On Wednesday I continued to draft out ideas for the final project on my A1 sheet.
I mostly focussed on the collage element which features at the back of the box. I experimented more with the transfer drawings, trying combinations of transfers and creating superimpositions of images over each other.
I became drawn to two more images, that of the parade at Lenin’s death, and in particular the detail of large flags that appear black in the old print; these are very menacing angular forms which I thought would be interesting to isolate. Also this was probably one of the main points at which Lenin’s image changed to the cult of personality.
I was also drawn to a famous pair of photographs, in which Stalin stands by one of his lieutenants, who is then absent in the second photograph despite them being the same image. He was doctored out following a purge. I thought this fit well with the theme of the piece.
In order to show the propaganda element that became Lenin’s image following his death I chose an old Soviet poster which shows Lenin pointing aggressively. I abstracted this into a simple design reducing the colours to black, white and red, and the shapes to simple angles, in imitation of the Russian abstract artists of the 1920s, like El Lissitzky.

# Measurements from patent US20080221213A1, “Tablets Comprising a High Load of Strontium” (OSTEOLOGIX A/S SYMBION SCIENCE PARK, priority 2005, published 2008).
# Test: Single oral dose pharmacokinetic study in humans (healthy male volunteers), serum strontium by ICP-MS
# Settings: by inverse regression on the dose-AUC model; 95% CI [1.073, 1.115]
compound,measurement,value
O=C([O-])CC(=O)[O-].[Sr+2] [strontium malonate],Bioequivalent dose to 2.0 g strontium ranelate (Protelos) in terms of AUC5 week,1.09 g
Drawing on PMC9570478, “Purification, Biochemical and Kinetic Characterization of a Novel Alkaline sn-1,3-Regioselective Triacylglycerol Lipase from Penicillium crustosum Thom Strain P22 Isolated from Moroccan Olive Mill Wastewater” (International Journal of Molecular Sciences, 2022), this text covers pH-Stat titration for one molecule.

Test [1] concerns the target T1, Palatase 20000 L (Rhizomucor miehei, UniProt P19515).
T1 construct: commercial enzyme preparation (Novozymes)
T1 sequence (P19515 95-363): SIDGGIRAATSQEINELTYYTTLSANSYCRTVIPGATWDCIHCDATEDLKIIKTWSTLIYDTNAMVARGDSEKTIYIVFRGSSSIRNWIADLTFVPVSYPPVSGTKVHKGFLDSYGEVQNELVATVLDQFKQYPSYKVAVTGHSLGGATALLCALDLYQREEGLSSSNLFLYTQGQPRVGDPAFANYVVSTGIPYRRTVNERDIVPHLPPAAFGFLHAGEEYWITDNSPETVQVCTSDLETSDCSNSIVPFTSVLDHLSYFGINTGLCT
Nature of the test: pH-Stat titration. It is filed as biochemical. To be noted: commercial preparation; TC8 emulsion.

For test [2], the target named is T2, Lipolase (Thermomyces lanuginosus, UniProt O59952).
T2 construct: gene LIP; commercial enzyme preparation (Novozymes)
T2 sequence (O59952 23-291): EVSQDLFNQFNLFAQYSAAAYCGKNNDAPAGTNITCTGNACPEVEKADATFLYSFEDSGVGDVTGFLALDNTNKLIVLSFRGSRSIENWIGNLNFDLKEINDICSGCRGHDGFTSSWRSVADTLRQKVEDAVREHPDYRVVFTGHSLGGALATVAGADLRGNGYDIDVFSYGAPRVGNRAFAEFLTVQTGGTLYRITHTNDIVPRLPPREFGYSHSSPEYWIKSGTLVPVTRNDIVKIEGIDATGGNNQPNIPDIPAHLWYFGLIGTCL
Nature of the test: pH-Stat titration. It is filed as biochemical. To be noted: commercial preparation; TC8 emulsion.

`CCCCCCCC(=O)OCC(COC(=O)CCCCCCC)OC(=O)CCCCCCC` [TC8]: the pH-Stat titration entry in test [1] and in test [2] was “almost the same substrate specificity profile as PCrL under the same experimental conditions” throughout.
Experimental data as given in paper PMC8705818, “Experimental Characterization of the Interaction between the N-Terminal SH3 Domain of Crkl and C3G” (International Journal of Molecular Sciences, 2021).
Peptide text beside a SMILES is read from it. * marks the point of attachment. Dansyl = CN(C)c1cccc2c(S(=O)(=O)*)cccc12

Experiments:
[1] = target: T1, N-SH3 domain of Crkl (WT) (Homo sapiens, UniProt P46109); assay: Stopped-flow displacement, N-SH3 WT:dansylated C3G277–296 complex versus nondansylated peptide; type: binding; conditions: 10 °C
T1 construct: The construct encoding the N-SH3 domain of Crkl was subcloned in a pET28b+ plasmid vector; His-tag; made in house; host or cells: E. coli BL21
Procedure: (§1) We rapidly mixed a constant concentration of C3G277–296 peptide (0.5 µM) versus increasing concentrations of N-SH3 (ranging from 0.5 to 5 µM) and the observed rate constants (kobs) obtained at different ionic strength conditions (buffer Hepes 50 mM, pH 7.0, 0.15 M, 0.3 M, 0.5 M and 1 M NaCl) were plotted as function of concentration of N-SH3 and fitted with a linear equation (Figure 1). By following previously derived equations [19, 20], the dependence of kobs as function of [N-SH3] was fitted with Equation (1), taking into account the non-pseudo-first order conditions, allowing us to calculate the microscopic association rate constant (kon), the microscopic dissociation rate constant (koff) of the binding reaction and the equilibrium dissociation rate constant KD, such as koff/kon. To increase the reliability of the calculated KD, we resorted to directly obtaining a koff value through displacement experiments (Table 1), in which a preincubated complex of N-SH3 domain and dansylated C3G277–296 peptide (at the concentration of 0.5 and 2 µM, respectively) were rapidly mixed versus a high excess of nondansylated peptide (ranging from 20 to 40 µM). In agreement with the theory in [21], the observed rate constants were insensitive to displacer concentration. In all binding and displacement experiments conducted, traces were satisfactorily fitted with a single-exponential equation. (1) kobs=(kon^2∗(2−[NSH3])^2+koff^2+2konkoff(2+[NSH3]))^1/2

I made several designs for the collage, eventually settling on a grid design. The collage combines prints of photographs, and drawing and painting, in order to continue the theme of different types of images and their treatment by politics.
I used the image of Lenin in disguise as the main theme, repeating it in print sixteen times as a contrast to the melting wax figure of Lenin at the bottom. Superimposed in the top corner is a photograph of the German philosopher Walter Benjamin who wrote extensively on reproduction and the nature of images. Superimposed on the third row down is a picture of the teenage lenin, which is just visible, and along from that is a print of the famous Stalin image. Below this is my abstract design, and below that a painted version of the flag shapes.